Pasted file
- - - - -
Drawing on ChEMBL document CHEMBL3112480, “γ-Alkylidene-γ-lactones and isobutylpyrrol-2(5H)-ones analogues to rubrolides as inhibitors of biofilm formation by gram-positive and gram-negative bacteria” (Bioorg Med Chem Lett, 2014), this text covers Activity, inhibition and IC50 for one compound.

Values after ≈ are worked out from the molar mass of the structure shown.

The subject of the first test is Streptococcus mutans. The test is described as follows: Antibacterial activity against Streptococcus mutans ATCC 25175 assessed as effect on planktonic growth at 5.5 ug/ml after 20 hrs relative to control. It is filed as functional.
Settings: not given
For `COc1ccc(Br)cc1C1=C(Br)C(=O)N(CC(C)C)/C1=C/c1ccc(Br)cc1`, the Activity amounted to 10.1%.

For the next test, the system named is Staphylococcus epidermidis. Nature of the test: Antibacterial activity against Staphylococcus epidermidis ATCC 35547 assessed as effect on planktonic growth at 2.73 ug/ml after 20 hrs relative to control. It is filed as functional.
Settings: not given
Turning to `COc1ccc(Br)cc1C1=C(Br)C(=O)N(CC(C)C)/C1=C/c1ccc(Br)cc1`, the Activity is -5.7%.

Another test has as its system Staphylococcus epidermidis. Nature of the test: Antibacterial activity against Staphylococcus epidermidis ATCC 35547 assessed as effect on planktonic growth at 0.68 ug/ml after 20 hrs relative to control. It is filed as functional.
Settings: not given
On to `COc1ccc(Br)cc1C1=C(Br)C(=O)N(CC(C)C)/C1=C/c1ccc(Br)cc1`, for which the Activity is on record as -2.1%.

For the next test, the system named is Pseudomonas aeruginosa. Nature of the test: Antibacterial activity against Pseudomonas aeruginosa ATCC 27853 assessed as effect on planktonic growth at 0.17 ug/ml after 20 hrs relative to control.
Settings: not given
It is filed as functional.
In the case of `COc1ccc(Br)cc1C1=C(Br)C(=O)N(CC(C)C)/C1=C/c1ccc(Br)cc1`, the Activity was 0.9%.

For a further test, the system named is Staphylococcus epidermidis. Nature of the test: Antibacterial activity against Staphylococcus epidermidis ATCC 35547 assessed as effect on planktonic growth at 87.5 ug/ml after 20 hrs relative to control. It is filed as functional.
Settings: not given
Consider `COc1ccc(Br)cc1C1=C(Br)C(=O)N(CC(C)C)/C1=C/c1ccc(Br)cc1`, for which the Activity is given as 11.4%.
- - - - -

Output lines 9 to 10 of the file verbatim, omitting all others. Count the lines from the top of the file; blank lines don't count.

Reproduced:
Another test has as its system Staphylococcus epidermidis. Nature of the test: Antibacterial activity against Staphylococcus epidermidis ATCC 35547 assessed as effect on planktonic growth at 0.68 ug/ml after 20 hrs relative to control. It is filed as functional.
Settings: not given